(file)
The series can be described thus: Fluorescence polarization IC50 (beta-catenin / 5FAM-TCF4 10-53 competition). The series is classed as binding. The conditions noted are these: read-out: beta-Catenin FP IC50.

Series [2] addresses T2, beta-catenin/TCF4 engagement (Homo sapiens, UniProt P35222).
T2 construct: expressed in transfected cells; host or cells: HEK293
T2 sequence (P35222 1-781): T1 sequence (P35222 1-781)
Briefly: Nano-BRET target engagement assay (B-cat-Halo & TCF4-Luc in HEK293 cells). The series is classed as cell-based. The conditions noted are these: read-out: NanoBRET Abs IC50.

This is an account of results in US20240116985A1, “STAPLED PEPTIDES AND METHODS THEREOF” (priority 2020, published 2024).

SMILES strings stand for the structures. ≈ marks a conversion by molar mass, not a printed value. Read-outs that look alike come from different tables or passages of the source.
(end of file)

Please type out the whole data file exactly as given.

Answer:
The series can be described thus: Fluorescence polarization IC50 (beta-catenin / 5FAM-TCF4 10-53 competition). The series is classed as binding. The conditions noted are these: read-out: beta-Catenin FP IC50.

Series [2] addresses T2, beta-catenin/TCF4 engagement (Homo sapiens, UniProt P35222).
T2 construct: expressed in transfected cells; host or cells: HEK293
T2 sequence (P35222 1-781): T1 sequence (P35222 1-781)
Briefly: Nano-BRET target engagement assay (B-cat-Halo & TCF4-Luc in HEK293 cells). The series is classed as cell-based. The conditions noted are these: read-out: NanoBRET Abs IC50.

This is an account of results in US20240116985A1, “STAPLED PEPTIDES AND METHODS THEREOF” (priority 2020, published 2024).

SMILES strings stand for the structures. ≈ marks a conversion by molar mass, not a printed value. Read-outs that look alike come from different tables or passages of the source.